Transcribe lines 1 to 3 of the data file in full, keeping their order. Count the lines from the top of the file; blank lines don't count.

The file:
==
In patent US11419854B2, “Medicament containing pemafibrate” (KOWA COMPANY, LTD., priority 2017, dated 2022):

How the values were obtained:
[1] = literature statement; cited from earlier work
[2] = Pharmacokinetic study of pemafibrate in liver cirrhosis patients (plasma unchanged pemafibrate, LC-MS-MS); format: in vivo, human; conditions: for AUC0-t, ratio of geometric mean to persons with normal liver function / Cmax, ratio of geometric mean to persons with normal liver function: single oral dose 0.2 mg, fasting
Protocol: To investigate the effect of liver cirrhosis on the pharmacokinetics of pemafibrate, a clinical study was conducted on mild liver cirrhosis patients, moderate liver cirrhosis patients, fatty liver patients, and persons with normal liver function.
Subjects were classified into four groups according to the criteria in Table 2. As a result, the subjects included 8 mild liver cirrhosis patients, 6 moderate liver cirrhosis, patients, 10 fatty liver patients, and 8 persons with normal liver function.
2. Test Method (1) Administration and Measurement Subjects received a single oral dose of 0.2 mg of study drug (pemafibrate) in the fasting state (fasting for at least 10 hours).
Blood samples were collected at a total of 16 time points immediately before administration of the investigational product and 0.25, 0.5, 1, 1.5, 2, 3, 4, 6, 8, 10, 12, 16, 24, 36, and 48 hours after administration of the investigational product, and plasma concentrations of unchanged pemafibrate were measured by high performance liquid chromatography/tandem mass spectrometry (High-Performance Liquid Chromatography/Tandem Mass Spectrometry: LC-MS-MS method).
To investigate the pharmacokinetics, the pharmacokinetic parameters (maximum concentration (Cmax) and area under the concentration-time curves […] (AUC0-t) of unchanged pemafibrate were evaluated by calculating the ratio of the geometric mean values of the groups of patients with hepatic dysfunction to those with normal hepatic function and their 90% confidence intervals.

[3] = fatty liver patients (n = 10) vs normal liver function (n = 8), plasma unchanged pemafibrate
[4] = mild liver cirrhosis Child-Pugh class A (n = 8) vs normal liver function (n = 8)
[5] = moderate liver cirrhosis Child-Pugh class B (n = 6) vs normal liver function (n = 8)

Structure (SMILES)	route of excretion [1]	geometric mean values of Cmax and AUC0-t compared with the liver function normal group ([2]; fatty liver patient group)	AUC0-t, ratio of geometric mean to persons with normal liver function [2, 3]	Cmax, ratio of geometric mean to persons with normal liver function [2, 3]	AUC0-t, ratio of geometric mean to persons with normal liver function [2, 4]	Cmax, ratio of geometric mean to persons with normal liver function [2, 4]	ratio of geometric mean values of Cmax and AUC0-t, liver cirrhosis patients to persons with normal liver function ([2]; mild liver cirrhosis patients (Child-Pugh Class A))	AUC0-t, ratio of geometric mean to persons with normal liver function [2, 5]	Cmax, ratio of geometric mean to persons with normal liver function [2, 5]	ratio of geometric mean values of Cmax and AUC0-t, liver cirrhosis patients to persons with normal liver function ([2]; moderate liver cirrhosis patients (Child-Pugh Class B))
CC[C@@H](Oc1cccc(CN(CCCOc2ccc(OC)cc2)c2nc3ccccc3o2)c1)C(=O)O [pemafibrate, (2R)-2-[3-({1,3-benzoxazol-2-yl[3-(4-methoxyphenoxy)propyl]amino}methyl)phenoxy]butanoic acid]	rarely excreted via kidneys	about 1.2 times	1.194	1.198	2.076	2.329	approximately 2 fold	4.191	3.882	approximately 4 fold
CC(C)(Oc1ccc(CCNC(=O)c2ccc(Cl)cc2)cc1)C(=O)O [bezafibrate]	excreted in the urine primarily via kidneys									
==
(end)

In patent US11419854B2, “Medicament containing pemafibrate” (KOWA COMPANY, LTD., priority 2017, dated 2022):

How the values were obtained:
[1] = literature statement; cited from earlier work